Pittsburgh vaccine trials at forefront of COVID-19 research

In the late 1940s and early 1950s, people in the United States were afraid of contracting polio, a highly contagious, disabling and sometimes deadly disease. It hit children especially hard. At its peak in 1952, the virus infected 60,000 children. Some parents kept their children indoors and isolated during the summer, a season when the virus seemed especially rampant. Only a vaccine could protect people from the disease.

University of Pittsburgh researchers Jonas Salk, MD, Julius Youngner, ScD, and colleagues had been working for years on a polio vaccine. Children in Pittsburgh participated in the first small study of a potential vaccine. In 1955, after a larger, nationwide trial, the vaccine was proved safe and effective. It was widely considered to be a monumental achievement in public health that led to the eventual eradication of new polio cases from the United States.

During the COVID-19 pandemic, we are, again, keeping our distance from each other and waiting for a vaccine. Many different vaccines are in development around the world, including at the University of Pittsburgh. Drs. Alejandro Hoberman and Judith Martin have conducted vaccine research in the region for 20 years through their Clinical Trials Unit. Now Pittsburghers will have another chance to participate in studies that could change lives for the better worldwide. The unit is preparing to conduct a COVID-19 vaccine study in the region. The effort begins with creating a registry of people who may be interested in participating in such a study.

Creating a registry of interested people will lay the groundwork for when a vaccine trial is ready to begin. Research studies are a multi-phase, rigorously monitored process. The first phase of a trial is a safety study, according to Judith Martin, MD, professor of pediatrics, University of Pittsburgh School of Medicine and codirector, Pittsburgh Vaccine Trials Unit.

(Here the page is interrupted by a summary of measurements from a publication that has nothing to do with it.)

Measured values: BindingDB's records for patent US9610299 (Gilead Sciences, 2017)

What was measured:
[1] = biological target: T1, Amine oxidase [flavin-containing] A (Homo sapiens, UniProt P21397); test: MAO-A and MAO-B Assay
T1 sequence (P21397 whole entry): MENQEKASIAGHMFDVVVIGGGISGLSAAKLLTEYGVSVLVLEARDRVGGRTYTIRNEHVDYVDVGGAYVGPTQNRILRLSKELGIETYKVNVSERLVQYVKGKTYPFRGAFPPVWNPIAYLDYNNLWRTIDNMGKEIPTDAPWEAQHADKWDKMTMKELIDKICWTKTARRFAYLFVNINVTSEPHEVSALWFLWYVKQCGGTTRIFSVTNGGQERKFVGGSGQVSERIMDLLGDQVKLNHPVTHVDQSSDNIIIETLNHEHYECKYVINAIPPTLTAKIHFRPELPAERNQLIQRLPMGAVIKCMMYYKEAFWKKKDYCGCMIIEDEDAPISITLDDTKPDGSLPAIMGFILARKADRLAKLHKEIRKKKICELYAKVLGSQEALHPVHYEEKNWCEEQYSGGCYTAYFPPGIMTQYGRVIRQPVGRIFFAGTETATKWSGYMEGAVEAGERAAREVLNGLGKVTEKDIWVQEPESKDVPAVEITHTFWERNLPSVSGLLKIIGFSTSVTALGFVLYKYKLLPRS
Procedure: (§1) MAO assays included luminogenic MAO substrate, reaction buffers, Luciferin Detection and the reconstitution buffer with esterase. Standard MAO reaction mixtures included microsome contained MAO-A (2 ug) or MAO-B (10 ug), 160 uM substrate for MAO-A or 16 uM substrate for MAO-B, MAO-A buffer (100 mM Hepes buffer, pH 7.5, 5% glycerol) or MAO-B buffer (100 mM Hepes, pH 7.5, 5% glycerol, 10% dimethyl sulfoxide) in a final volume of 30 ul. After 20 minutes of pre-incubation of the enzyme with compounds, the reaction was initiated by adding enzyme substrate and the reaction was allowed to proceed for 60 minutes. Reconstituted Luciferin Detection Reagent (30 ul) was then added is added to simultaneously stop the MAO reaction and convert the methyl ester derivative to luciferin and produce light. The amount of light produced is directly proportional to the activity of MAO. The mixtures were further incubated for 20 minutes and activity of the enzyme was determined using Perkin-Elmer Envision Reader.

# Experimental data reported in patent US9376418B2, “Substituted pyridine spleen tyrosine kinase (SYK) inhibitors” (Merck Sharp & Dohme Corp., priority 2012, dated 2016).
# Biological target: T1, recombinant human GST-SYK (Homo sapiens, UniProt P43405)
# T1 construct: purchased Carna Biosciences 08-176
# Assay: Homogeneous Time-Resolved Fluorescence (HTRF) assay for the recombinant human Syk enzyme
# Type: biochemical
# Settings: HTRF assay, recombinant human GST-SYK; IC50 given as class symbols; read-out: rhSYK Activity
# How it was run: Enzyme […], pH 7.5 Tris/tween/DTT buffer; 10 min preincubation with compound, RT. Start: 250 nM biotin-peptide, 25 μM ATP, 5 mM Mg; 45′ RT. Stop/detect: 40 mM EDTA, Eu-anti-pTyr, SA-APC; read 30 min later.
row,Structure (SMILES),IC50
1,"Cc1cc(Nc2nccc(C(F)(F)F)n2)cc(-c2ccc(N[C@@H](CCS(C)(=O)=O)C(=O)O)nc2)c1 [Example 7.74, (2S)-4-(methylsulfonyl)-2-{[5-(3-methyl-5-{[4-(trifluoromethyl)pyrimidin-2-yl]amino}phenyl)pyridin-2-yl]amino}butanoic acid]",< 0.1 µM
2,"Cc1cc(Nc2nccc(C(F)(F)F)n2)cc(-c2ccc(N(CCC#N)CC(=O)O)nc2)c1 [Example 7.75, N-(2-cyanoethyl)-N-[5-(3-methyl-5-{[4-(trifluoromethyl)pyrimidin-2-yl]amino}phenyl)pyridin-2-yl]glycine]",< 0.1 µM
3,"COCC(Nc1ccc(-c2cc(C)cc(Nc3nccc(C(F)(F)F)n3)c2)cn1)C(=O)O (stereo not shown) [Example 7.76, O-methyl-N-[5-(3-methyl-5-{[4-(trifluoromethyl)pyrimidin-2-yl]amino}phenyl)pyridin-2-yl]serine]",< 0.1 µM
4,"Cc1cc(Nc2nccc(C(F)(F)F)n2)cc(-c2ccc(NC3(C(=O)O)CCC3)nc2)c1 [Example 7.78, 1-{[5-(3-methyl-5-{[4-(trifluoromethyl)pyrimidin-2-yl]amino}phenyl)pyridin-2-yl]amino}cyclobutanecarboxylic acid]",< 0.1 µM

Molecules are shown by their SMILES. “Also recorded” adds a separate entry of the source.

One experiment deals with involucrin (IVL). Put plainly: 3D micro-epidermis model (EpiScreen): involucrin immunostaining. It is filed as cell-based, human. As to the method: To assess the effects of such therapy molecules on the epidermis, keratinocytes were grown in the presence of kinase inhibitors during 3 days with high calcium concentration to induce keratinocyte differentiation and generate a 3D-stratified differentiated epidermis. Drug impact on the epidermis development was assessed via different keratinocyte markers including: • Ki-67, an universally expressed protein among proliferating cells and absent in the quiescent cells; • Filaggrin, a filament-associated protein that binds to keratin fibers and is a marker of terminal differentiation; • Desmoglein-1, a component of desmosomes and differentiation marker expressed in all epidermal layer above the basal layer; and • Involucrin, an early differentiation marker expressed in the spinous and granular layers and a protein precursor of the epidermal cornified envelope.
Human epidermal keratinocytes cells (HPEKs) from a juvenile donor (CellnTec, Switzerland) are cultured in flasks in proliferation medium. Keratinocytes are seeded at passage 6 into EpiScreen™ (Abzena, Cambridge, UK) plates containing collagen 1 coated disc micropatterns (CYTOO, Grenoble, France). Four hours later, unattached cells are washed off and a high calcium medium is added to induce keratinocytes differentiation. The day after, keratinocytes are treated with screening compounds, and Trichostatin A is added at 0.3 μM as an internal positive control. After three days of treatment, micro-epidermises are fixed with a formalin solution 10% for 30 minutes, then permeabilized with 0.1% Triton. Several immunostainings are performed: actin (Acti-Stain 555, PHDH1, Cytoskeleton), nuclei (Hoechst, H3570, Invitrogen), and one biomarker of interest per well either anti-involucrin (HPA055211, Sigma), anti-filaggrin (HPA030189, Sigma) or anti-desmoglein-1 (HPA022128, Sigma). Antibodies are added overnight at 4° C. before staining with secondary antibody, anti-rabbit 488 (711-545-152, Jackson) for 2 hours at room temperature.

Judith Martin, MD

“A phase-one study isn’t looking at whether the vaccine works,” she says. “Phase one is when we’re just making sure the vaccine is safe and doesn’t cause harm. Phase two of the study is where we know the vaccine is safe, but we’re trying to figure out the dose and make sure it would be effective. Phase three builds on the findings of the previous phases. We know the vaccine is safe, and we’re fairly confident it’s going to work. Phase three studies are large scale with hundreds, if not thousands, of participants.”

Currently, there are more than 100 vaccines in development around the world. To bring a COVID-19 vaccine trial to the area, the Pittsburgh Vaccine Trials Unit must evaluate each vaccine to see which is the safest and the best fit for the community. The unit is multidisciplinary, with people from internal medicine, pediatrics, family medicine, infectious diseases, vaccine development companies, Pitt’s Clinical and Translational Science Institute and from the community.

“Our job as scientists is to digest what we learn about each of the vaccine options and bring to the community the one we think has the best chance for success,” says Alejandro Hoberman, MD, Jack L. Paradise Professor of Pediatric Research, University of Pittsburgh School of Medicine, professor of clinical and translational medicine and codirector, Pittsburgh Vaccine Trials Unit.

When the vaccines are ready for phase three clinical trials, Drs. Martin and Hoberman want to hit the ground running. To do that, they say they first need to understand the needs of the community and what people’s concerns are. Then, people will be asked to go to the online registry and indicate their interest in being a part of the phase-three study so that the community is prepared for when the study begins.

As with any study, Drs. Martin and Hoberman say it is necessary for the COVID-19 vaccine study to include people of any race, gender, sex or ethnicity. The more diverse a study population is, the better the chance is that the vaccine will be effective for everyone.

Researchers are learning more about COVID-19 every day. Dr. Hoberman says that while we cannot yet know when a vaccine will be available, the different phases of the vaccine trials are progressing quickly. But when it is time to conduct phase-three studies of vaccines, Drs. Martin and Hoberman want Pittsburgh to be in on it.

“We want our community to have the advantages of a COVID-19 vaccine,” says Dr. Martin. “I see it as the best of both worlds: We’re bringing something to the community that’s potentially going to protect them, and they can benefit from it earlier than the rest of the population. This is going to be another opportunity for Pittsburghers to demonstrate that they can contribute to scientific progress.”


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